Well, it makes a change from trying to write books! We've had a request to help a village in a very practical way, in particular, the help would go to the women of the village. One of the defining sounds of sub-Saharan Africa is the rhythmic pounding of maize. Women spend hours pounding the grain in a large mortar, using a pestle as tall as themselves. I've tried it, it's hard work. The alternative to this hard labour is to bundle-up your maize crop, take it to the nearest maize mill and pay to have it ground there. You'll also have to pay the taxi fares there and back. In the end you'll save a little time and labour and spend a fair amount on the taxi. Now, what if the village had its own mill? The women would save on time, travel and labour. They would pay a small fee which would go to keeping the mill in good working order but their lives would be a lot easier.
Of course there's a snag. These things cost money. A lot of money - think a couple of thousand pounds for a diesel powered, Chinese built machine. There would be dock charges, transport charges, import duties.You'd need a secure shed to keep it in, regular servicing, fuel; it all adds up. This is where the bedtime reading comes in. Some mills don't have engines to power them. They have people power - a big wheel with a handle on to turn the grinders and produce the meal. They village has strong men and women ... So, we have to find a suitable machine which could cope with the quantities of maize the village produces (some research needed), somewhere to keep it - and some money to buy it! Then we can go shopping!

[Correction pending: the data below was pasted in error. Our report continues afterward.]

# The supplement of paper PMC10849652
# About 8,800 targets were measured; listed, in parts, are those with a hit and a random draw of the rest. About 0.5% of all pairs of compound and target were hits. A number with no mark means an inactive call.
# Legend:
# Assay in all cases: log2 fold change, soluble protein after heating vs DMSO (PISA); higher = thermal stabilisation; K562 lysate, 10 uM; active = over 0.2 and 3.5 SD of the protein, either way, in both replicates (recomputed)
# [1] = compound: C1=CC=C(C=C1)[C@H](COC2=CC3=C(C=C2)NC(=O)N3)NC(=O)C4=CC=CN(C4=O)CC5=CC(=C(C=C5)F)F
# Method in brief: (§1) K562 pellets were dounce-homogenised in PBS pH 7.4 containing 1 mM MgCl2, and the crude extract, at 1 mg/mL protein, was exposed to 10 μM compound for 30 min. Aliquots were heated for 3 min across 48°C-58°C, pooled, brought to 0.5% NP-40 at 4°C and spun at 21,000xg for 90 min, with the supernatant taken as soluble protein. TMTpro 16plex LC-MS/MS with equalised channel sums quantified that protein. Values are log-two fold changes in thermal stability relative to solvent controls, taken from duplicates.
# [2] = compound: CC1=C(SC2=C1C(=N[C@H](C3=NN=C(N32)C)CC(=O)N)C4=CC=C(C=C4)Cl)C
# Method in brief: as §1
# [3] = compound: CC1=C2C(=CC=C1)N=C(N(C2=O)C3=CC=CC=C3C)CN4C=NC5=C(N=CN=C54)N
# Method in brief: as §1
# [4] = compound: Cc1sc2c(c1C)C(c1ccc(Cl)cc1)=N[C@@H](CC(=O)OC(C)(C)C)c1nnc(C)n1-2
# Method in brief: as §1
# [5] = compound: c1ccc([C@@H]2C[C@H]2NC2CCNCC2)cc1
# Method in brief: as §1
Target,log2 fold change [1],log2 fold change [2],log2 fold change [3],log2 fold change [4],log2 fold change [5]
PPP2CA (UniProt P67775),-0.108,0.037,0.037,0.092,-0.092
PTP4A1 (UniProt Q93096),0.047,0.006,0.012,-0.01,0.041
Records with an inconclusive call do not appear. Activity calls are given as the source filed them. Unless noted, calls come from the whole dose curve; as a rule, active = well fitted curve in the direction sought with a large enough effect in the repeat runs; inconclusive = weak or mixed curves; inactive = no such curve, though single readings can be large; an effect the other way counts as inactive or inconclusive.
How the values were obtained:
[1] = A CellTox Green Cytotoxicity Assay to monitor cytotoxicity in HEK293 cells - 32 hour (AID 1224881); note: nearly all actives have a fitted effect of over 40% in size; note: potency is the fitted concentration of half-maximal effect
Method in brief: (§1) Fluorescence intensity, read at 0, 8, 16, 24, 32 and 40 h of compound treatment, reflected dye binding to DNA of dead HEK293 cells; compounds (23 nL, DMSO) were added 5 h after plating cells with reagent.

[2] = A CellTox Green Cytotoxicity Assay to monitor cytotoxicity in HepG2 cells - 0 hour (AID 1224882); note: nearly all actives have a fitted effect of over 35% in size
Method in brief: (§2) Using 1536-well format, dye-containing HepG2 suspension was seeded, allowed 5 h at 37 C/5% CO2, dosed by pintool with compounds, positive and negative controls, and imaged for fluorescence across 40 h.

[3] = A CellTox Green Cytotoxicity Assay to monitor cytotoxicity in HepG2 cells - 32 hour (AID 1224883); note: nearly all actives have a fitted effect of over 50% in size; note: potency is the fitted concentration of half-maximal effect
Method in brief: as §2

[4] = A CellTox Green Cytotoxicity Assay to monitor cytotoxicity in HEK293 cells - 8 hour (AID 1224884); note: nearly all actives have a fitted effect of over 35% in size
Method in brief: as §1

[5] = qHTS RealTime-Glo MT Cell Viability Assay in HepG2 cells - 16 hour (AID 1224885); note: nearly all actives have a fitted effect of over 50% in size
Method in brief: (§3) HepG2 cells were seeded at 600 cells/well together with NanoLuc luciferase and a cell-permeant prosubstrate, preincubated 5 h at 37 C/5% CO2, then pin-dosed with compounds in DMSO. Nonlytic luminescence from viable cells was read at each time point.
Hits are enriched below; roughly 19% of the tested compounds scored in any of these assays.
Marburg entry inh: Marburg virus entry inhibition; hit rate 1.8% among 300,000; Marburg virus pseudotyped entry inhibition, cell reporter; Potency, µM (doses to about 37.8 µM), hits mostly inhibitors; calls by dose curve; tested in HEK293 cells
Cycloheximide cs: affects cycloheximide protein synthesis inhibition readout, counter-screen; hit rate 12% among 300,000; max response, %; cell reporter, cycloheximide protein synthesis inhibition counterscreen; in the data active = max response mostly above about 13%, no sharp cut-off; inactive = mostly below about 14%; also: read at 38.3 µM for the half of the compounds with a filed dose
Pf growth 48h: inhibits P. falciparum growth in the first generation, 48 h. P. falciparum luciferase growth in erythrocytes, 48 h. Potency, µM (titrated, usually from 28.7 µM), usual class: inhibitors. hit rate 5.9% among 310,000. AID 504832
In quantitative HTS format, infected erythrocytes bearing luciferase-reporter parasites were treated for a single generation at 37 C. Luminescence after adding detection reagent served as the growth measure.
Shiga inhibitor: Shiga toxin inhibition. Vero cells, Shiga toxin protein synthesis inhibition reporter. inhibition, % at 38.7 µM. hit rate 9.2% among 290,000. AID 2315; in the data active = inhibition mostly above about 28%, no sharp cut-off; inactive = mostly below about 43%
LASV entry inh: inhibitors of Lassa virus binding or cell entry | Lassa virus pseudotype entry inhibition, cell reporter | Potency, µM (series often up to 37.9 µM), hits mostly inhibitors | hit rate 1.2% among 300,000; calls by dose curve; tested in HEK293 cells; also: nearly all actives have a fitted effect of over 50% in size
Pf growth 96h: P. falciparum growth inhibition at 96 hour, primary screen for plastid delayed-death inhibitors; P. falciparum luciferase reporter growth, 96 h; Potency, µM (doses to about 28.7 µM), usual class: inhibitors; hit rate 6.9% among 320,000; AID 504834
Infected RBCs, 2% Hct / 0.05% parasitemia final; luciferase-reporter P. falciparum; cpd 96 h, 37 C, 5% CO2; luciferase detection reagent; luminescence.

and a hand powered mill is a lot cheaper than a diesel powered one! Anyone happen to know how to calculate the amount of maize grown on a typical Gambian small-holding? Like to help?
Thanks for reading this.